Personal Development for Entrepreneurs

Developing a More Approachable Leadership Style

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Developing a More Approachable Leadership Style

An approachable leadership style that is open, accessible, and empathetic is becoming increasingly critical for organizational success. With millennial and Gen Z employees now making up a majority of the workforce, the days of rigid, top-down leadership are dwindling.

Employees now expect leaders who will listen to their needs, welcome feedback and dialogue, and connect with them on a human level. The benefits of developing this type of approachable leadership are immense, including improved employee satisfaction, engagement, retention and performance. However, guidance on shifting towards a more relatable leadership approach remains scarce.

While many leaders recognize the need to change, they lack the frameworks, communication techniques and empathy-building skills to put it into practice.

In this blog article, we will provide actionable advice for leaders seeking to become more accessible to their teams. First, we will help assess your current leadership style and its impact. Next, concrete strategies around better communication, relationship-building and accessibility will be provided.

With relevant examples and addressing implementation challenges, this article aims to equip any leader with the tools to develop an open and compassionate approach that will profoundly transform their leadership and unlock their teams’ potential.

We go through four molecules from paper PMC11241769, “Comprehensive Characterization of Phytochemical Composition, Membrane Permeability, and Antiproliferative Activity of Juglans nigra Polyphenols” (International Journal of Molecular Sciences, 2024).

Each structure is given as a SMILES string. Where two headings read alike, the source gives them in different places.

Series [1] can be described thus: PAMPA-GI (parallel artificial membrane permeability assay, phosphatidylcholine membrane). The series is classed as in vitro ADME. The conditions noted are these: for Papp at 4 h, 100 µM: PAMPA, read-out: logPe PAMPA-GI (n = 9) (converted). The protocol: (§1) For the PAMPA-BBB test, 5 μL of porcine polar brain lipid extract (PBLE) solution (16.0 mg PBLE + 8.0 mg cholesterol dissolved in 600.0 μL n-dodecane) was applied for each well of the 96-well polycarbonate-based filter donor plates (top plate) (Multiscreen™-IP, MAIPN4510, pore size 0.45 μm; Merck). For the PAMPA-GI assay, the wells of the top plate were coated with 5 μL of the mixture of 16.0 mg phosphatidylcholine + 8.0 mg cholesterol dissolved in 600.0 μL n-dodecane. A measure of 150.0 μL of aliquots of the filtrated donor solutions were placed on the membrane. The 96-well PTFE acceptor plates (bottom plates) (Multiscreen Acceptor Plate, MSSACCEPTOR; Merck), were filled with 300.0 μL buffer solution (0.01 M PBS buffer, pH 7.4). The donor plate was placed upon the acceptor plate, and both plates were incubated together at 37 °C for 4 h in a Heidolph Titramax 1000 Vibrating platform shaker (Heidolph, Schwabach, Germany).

Understanding Your Current Leadership Style

The first step is identifying where you currently stand in terms of approachability. Every leader has innate tendencies and default behaviors that dictate their level of openness.

Begin by analyzing your communication patterns. Do you dominate conversations, or actively listen? Do people feel comfortable approaching you with problems and feedback? Now contemplate your empathy and concern for employees’ well-being. Do you take time to connect on a personal level and understand individual needs?

Finally, review your accessibility via physical availability, open-door policies, and responsiveness to requests and questions.

Assessing these dynamics can reveal gaps to address. It may be difficult to analyze your leadership objectively, so anonymous surveys and conversations with trusted colleagues can provide further insight. As themes emerge around communication weaknesses, lack of human connection or inaccessibility, recognize these as areas for growth rather than criticism. Every leader has room to improve – it simply requires intentional effort.

leadership

Building an Approachable Leadership Approach

With development areas identified, building a more relatable presence is achievable by improving communication, prioritizing relationships, and enhancing accessibility.

1. Communication

The foundation of approachability is communication. Leaders must perfect the art of open, transparent dialogue and active listening. This establishes trust and comfort approaching you with ideas and concerns.

First, actively listen with the intent to understand. Give your undivided attention when being addressed rather than multi-tasking or mentally formulating responses. Ask clarifying questions and restate key points to affirm understanding. Second, encourage reciprocal communication by frequently soliciting input and feedback.